Nivolumab (Opdivo) is the second in class of immune checkpoint inhibitors approved for advanced bladder cancer-treatments that are having “tremendous responses across a spectrum of cancers,” says Leonard G. Gomella, MD.
The FDA has approved nivolumab (Opdivo) injection for intravenous use for the treatment of patients with locally advanced or metastatic urothelial carcinoma.
Also see: Urology FDA approvals of 2016
Bristol-Myers Squibb said that the approval covers treatment of patients who have disease progression during or following platinum-containing chemotherapy or have disease progression within 12 months of neoadjuvant or adjuvant treatment with platinum-containing chemotherapy.
“Urologists are familiar with Opdivo as it was approved in 2015 for advanced renal cell carcinoma. The drug has indications in at least four other cancers including melanoma, lung cancer, head and neck cancers, and Hodgkin’s lymphoma,” Leonard G. Gomella, MD, of Jefferson Sidney Kimmel Cancer Center, Thomas Jefferson University, told Urology Times. “Other checkpoint inhibitors have also demonstrated utility in advanced urothelial carcinoma trials and are very likely to follow in this disease state.”
Nivolumab is the second in class of immune checkpoint inhibitors approved for advanced bladder cancer. Tecentriq (atezolizumab) was the first PD-L1 checkpoint inhibitor approved by the FDA (in May 2016) for advanced urothelial carcinoma.
The nivolumab approval came following positive results from CheckMate-275, a phase II, open-label, single-arm, multicenter study evaluating 270 patients with advanced or metastatic urothelial carcinoma. In that study, 19.6% of patients responded to treatment with nivolumab, consisting of 2.6% of patients with a complete response and 17% of patients with a partial response. Among responders, the median duration of response was 10.3 months and the median time to response was 1.9 months.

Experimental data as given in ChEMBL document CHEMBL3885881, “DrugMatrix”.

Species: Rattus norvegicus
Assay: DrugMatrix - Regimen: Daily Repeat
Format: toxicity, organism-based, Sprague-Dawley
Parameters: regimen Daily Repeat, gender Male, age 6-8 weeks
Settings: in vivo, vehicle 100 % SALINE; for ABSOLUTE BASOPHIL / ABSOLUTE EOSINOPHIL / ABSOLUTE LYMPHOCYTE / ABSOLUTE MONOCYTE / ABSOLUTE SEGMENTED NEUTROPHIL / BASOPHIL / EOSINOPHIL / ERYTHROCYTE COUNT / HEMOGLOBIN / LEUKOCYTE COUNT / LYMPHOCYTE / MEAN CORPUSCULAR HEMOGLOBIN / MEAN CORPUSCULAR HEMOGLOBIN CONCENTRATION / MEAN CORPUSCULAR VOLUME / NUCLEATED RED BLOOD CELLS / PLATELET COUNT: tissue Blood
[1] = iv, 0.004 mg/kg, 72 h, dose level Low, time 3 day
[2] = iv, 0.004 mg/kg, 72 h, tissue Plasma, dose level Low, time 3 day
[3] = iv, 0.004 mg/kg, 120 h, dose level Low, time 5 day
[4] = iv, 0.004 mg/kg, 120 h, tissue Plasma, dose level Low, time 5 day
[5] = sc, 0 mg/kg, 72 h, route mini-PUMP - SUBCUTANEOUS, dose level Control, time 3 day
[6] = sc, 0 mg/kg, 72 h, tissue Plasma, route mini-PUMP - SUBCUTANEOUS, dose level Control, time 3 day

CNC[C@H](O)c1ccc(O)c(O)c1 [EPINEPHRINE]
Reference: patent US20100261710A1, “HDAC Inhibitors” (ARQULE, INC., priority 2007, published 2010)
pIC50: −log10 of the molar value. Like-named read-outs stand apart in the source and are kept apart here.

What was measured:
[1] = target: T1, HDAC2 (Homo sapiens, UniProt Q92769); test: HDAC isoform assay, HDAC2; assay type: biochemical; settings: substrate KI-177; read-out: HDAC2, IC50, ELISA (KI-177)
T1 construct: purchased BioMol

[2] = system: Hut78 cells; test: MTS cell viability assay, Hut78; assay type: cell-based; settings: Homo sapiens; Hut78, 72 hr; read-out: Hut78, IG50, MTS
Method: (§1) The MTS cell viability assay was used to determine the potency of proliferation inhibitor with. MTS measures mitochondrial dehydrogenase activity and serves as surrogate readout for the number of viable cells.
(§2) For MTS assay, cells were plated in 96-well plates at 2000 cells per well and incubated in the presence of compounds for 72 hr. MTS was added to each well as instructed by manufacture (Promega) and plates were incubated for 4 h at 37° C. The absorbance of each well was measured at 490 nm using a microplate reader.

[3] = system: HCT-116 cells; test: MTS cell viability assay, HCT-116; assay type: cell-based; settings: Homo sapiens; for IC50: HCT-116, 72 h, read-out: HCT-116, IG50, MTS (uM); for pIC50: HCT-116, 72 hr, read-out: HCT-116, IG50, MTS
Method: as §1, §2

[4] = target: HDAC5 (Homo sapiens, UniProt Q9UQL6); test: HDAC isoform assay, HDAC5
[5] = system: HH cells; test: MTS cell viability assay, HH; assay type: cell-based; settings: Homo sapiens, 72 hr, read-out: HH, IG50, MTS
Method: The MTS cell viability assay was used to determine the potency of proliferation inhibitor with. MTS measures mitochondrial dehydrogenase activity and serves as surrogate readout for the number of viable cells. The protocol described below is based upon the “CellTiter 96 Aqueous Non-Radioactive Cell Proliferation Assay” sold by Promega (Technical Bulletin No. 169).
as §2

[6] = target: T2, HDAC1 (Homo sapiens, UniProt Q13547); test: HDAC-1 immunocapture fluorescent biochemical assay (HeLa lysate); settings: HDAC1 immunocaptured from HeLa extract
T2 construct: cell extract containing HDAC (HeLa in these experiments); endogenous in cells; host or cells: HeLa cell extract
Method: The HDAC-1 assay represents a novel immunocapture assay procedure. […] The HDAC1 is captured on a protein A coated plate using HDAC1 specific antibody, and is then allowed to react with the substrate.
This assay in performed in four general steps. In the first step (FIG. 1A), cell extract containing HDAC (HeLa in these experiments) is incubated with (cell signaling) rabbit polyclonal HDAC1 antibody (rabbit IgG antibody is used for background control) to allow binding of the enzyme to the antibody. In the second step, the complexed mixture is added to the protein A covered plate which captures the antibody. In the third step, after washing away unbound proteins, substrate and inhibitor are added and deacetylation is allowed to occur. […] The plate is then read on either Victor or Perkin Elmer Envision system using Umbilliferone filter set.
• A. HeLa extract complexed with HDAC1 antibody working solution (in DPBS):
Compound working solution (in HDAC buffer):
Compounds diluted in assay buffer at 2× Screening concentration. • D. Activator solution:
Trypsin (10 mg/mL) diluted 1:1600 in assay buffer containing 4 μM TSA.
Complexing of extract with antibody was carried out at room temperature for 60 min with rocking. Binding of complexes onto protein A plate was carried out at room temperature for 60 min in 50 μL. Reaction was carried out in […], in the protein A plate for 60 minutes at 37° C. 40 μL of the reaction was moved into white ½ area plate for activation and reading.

The recommended dose for mUC is 240 mg, administered as an intravenous infusion over an hour every 2 weeks until disease progression or unacceptable toxicity.
The FDA approval was accelerated thanks to a strong beneficial tumor response rate and duration observed in a phase III clinical trial.
Dr. Gomella noted that the current approvals for checkpoint inhibitors in bladder cancer are specific for situations such as advanced urothelial carcinoma that failed platinum-based chemotherapy or worsening of disease in certain time frames in the setting of neoadjuvant or adjuvant chemotherapy.
“These immune checkpoint inhibitors are having tremendous responses across a spectrum of cancers beyond the GU system,” he said. “At the present time, these agents are primarily administered by medical oncologists and can cause unique immune-mediated side effects such as pneumonitis, colitis, nephritis, and others that can be challenging to manage.”
Bristol-Myers Squibb reported that the new indication may be contingent upon verification and description of clinical benefit in confirmatory trials.
“Most people don’t know how common bladder cancer is and that it is the fifth most diagnosed cancer,” Stephanie Chisolm, of Bladder Cancer Advocacy Network, said in a Bristol-Myers Squibb press release. “That’s why we are dedicated to raising awareness and supporting research efforts that may offer more treatment options to patients who need them. This approval is another exciting step forward for the bladder cancer community and provides needed hope to patients and their families.”
Dr. Gomella is a consultant or adviser for Astellas, Janssen, MDxHealth, Merck Pharmaceuticals, and Bayer.
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